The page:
A small Alberta city has admitted it was offside when it decided to sell off naming rights to local hockey rinks honouring two homegrown National Hockey League heroes -- Mark Messier and Troy Murray.
"There was never any intention to diminish the recognition given," St. Albert Mayor Paul Chalifoux told reporters yesterday after announcing the city was dumping the unpopular idea and had issued letters of apology to the retired hockey stars.
Mr. Chalifoux said the original decision, which was slammed by many media outlets including Sports Illustrated, sparked a massive public backlash. He received angry e-mails from people as far away as Ottawa.
"I was personally involved along the way and I do regret it," Mr. Chalifoux said. "In hindsight, we would have done things very differently."
When the plan was first devised, Mr. Messier and Mr. Murray were quietly offered the first opportunity to buy the naming rights, but both declined. St. Albert was asking $200,000 for the naming rights to the Mark Messier Arena and $125,000 for the Troy Murray Arena.
Both contracts were for five-year terms, and the money was going to be used to help fund a new $43-million leisure centre, which is due to open this fall. The tony bedroom community of 56,000 is located just north of Edmonton.
When the plan became public earlier this summer, the reaction was largely negative, with one New York newspaper dubbing it the "name game shame" and the Edmonton Sun calling it the "Mess mess."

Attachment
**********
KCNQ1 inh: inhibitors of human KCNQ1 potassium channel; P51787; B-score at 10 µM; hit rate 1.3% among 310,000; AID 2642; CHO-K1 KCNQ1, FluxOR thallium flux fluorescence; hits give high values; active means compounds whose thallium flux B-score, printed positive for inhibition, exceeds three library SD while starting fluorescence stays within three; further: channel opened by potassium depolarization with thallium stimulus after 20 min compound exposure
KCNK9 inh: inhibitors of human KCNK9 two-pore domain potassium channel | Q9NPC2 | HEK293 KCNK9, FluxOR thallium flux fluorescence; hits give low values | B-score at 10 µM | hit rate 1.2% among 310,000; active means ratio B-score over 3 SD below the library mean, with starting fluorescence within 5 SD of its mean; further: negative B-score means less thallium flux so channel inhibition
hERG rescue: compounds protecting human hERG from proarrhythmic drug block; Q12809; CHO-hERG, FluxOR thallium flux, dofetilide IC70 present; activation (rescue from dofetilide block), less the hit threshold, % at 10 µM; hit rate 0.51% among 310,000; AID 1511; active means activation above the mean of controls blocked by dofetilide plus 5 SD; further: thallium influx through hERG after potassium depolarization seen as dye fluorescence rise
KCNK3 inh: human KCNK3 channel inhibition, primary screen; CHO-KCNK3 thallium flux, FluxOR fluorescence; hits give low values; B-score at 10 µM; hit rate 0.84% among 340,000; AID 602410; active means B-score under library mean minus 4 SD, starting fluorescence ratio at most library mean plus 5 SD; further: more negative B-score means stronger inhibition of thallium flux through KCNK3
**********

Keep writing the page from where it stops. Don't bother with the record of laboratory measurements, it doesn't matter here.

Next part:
Both Mr. Murray and Mr. Messier grew up in the small city, also called home by Calgary Flames captain Jarome Iginla, who played for the now-defunct St. Albert Saints junior team before joining the NHL.
During Mr. Messier's storied 25 years in the NHL, he won six Stanley Cups, five with the Edmonton Oilers and one with the New York Rangers.
Mr. Murray played in the NHL for 15 years and once was awarded the Frank Selke Trophy as the league's top defensive forward.
Mr. Murray, who now works in the radio booth doing colour commentary for the Chicago Blackhawks, said yesterday that he hasn't seen the letter of apology, but is nonetheless happy with the change of heart.
"At what point do you sell out the history of something and put it to the highest bidder?" he said.
Mr. Murray said he couldn't afford to buy the naming rights himself when the offer was put to him earlier this year. "I don't have that kind of money."
Still, Mr. Murray said he is sympathetic to the city's attempt to pump more money into minor hockey.
"I just don't think that they understood or thought the fallout would be anything near what it was."